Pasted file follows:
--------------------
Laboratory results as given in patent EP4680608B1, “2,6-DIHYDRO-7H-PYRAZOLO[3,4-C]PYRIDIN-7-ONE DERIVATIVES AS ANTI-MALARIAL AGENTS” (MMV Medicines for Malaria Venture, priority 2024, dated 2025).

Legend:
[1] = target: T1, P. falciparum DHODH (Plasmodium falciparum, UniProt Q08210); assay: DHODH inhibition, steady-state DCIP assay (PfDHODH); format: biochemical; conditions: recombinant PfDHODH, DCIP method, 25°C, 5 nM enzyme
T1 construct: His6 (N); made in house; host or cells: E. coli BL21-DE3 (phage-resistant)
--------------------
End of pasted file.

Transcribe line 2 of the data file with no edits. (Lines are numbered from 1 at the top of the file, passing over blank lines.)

Legend: